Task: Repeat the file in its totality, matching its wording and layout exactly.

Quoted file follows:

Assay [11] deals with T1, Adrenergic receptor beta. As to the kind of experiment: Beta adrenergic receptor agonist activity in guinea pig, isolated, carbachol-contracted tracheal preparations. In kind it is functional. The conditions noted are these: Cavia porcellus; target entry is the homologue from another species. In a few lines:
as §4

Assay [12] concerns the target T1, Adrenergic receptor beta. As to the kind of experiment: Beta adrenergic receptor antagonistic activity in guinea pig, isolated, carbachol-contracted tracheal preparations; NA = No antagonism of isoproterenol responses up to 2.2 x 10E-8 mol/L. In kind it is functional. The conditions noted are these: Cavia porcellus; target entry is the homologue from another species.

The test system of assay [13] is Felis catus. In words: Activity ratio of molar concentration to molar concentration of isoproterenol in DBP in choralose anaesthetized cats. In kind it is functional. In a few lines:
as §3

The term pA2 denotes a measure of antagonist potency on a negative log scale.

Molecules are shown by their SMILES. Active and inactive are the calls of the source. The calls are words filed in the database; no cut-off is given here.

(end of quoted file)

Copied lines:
Assay [11] deals with T1, Adrenergic receptor beta. As to the kind of experiment: Beta adrenergic receptor agonist activity in guinea pig, isolated, carbachol-contracted tracheal preparations. In kind it is functional. The conditions noted are these: Cavia porcellus; target entry is the homologue from another species. In a few lines:
as §4

Assay [12] concerns the target T1, Adrenergic receptor beta. As to the kind of experiment: Beta adrenergic receptor antagonistic activity in guinea pig, isolated, carbachol-contracted tracheal preparations; NA = No antagonism of isoproterenol responses up to 2.2 x 10E-8 mol/L. In kind it is functional. The conditions noted are these: Cavia porcellus; target entry is the homologue from another species.

The test system of assay [13] is Felis catus. In words: Activity ratio of molar concentration to molar concentration of isoproterenol in DBP in choralose anaesthetized cats. In kind it is functional. In a few lines:
as §3

The term pA2 denotes a measure of antagonist potency on a negative log scale.

Molecules are shown by their SMILES. Active and inactive are the calls of the source. The calls are words filed in the database; no cut-off is given here.